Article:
The following morning, we made it to Ken’s place, and sure enough, there was a big beautiful black plastic cylinder there! Ken and his wife, Noreena, really are great people.  I felt like we had gotten to know each other pretty well on-line, and it’s always great when you meet face-to-face and discover that person is just like the image they put forth on the internet.  If “rule number one” among arcade game collectors is “Pictures or it didn’t happen”, then Rule number 2 has to be that whenever a game is getting picked up, the visiting party gets a tour of the host’s collection. Ken has almost exactly the same arcade interests that I do, so I found his collection to be extremely tasteful and properly focused.

I gave Ken a quick inventory of the gear I was dropping off, then we got the games loaded into the van, and we were off!  We knew we would be in violation of some kind of Canadian law if we didn’t have some poutine before leaving the country, and we had a couple of hours to kill on the ferry, which had a full-on food court, so we had a snack while we made our way back to the mainland.  We made it back late that night, and it was a couple of days before I was able to get the games into the basement.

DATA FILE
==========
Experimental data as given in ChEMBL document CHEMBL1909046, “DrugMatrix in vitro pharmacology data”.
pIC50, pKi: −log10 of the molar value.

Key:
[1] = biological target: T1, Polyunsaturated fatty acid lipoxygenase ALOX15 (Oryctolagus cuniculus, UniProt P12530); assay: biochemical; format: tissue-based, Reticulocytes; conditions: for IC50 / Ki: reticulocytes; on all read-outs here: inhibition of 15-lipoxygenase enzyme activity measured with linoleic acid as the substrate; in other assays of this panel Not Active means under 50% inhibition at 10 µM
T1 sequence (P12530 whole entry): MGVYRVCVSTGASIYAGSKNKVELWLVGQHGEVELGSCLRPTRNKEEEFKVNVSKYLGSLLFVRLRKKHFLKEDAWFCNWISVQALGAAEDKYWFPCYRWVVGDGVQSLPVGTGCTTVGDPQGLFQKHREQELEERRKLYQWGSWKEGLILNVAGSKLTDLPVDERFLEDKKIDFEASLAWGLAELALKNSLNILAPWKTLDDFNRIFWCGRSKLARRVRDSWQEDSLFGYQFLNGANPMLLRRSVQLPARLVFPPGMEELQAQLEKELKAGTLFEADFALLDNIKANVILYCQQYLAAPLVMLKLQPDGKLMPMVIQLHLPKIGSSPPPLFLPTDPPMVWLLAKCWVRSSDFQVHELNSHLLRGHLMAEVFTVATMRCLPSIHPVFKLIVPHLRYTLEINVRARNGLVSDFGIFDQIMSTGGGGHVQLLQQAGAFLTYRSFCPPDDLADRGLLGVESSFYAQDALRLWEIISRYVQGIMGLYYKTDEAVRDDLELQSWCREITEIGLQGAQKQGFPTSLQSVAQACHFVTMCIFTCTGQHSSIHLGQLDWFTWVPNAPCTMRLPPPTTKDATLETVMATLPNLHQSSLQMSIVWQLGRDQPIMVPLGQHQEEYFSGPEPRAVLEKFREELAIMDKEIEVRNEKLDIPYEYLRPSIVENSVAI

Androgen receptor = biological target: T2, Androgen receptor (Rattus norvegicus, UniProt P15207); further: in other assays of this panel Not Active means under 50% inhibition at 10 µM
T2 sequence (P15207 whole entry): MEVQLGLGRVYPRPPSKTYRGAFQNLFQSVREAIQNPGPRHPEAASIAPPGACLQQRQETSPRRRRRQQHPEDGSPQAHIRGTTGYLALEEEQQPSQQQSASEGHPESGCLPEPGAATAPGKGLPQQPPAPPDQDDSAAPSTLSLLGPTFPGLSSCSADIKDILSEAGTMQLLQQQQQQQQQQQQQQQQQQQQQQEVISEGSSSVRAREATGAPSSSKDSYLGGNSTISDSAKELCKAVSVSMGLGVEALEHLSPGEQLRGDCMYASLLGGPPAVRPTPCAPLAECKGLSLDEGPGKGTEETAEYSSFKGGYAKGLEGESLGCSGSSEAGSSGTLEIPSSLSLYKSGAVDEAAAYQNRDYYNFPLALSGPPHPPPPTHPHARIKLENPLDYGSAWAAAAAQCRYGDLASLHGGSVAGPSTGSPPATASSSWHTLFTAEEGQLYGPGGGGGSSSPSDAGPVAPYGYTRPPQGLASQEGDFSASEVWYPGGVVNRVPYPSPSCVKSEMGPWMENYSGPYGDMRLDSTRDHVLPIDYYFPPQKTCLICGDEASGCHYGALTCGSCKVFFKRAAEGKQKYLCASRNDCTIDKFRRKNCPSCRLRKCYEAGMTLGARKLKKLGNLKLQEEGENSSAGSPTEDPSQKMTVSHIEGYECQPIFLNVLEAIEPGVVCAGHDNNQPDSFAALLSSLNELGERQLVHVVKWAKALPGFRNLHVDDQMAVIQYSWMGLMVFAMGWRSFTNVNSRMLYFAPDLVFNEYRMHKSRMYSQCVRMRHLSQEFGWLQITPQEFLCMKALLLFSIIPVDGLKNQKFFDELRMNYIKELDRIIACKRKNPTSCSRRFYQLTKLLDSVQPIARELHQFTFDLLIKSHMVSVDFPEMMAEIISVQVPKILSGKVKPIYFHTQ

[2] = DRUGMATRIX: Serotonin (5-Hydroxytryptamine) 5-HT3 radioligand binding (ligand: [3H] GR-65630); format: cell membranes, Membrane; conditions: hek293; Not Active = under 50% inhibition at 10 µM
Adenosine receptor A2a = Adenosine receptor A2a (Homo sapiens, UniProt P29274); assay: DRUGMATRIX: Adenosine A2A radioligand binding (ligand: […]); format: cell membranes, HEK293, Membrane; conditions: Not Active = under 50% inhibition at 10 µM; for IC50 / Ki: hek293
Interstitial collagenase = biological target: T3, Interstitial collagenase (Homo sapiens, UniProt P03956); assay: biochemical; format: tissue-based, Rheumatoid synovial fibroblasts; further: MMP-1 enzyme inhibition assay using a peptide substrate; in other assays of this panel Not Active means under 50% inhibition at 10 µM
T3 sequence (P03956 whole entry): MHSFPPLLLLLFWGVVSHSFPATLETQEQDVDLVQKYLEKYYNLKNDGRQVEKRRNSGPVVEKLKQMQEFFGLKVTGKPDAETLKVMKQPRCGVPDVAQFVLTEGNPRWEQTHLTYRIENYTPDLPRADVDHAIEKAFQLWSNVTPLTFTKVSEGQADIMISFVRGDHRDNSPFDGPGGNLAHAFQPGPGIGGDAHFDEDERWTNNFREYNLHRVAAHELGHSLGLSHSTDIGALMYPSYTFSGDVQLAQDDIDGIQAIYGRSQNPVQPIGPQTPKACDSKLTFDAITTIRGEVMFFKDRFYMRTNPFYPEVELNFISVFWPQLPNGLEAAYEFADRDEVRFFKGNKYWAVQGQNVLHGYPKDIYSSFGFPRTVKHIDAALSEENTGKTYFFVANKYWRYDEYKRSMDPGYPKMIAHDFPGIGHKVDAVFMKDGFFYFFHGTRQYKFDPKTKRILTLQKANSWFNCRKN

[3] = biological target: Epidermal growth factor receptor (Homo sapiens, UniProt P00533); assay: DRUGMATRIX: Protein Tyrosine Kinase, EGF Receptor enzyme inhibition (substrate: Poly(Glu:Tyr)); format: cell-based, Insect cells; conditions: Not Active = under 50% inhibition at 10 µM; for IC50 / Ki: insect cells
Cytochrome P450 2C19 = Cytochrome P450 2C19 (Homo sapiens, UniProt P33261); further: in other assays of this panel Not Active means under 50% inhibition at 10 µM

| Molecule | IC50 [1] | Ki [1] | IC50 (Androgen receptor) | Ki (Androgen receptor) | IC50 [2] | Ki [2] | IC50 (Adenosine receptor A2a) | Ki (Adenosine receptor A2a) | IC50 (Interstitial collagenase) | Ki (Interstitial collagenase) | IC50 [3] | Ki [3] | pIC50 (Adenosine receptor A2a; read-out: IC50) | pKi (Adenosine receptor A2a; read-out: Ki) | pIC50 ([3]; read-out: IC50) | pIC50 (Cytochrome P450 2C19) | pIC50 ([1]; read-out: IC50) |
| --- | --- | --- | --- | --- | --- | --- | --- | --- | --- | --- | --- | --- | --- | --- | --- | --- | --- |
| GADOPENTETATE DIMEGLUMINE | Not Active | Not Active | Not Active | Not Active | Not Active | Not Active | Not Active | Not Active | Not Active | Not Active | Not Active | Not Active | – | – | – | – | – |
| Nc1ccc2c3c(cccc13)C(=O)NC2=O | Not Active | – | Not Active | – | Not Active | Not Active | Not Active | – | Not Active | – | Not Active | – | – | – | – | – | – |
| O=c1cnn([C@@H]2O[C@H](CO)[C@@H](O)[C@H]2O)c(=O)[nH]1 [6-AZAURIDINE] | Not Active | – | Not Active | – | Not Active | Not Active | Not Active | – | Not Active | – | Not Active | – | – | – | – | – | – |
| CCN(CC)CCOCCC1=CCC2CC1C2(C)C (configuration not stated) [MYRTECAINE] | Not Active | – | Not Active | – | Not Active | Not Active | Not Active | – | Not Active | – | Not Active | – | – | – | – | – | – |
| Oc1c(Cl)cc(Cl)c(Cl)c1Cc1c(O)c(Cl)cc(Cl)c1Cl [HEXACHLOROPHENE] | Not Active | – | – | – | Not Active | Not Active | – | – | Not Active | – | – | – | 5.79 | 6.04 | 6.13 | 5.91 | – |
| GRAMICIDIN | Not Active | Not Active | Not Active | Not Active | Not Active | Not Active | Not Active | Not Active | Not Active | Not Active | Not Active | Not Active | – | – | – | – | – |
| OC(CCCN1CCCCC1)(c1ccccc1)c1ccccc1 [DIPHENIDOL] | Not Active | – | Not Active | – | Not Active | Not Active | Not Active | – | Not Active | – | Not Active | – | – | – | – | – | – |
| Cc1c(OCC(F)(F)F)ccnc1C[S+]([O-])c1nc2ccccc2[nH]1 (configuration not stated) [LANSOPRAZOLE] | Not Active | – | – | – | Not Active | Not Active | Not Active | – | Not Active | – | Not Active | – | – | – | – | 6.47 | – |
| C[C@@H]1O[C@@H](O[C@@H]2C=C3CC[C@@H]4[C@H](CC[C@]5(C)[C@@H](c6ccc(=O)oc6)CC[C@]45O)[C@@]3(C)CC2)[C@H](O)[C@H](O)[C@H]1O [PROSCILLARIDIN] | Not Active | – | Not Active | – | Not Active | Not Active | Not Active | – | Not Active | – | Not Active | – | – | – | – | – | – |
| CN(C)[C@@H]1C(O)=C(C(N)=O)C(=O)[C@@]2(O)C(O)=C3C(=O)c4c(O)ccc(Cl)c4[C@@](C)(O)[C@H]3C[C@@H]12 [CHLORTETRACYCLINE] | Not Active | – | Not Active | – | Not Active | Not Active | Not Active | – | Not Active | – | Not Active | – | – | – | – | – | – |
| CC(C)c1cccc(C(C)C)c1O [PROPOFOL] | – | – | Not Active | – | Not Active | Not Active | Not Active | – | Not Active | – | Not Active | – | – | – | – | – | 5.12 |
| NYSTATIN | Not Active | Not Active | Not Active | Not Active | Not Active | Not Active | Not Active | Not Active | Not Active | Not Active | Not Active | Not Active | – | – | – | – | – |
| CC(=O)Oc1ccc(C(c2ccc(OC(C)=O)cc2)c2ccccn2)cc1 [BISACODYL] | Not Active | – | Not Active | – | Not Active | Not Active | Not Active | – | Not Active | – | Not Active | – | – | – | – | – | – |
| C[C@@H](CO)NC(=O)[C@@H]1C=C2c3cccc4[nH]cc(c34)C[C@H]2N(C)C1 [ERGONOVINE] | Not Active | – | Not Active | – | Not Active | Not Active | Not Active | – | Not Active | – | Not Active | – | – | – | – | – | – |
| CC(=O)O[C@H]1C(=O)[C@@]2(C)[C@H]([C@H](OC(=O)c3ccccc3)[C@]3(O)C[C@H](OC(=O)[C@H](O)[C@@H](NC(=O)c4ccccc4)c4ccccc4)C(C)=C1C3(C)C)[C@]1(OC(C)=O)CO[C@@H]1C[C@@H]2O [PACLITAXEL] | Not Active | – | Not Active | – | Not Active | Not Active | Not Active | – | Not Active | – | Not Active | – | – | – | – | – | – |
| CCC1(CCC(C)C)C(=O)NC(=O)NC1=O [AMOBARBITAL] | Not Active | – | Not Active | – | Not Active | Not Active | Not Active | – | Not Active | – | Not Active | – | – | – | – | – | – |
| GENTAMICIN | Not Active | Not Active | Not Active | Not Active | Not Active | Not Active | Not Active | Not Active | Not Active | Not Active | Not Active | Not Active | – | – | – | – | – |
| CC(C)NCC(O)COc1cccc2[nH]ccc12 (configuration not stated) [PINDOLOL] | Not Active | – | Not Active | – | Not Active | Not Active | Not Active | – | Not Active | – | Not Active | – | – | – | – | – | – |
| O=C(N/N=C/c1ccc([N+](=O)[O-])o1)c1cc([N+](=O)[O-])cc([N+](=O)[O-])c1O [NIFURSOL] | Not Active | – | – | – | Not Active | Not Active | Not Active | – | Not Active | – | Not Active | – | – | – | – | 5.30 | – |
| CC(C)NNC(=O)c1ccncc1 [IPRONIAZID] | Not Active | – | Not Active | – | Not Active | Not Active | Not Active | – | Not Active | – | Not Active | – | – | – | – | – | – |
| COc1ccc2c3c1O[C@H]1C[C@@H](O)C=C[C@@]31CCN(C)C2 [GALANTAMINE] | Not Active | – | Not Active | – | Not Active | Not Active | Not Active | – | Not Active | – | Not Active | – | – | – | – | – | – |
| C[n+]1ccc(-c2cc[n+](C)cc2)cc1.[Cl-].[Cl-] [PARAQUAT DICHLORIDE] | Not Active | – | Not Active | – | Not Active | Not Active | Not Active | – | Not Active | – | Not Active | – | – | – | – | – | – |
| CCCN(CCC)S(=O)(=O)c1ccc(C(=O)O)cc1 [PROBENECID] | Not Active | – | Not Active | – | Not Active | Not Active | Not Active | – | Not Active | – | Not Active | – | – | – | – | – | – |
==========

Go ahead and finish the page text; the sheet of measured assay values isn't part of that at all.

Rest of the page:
The Duramold cabinet with a blank control panel and no marquee.

At that point, I was able to take careful stock of just what was going to have to happen with the game.

The problems:

  • During the initial conversion, someone had chopped off the wires between the transformer and the power supply board. There are a couple of inches of stub left, which will be sufficient to figure out what goes where, but the wires will need to be replaced when I attach the new connector.
  • The harness is currently absent.  as part of our arrangement, Ken has the harness for a while longer, in order to document it for reproduction, as well as to make some adjustments to neaten things a bit.
  • The monitor (G07)has some Time Pilot burn, but it’s not visible behind the tinted bezel glass.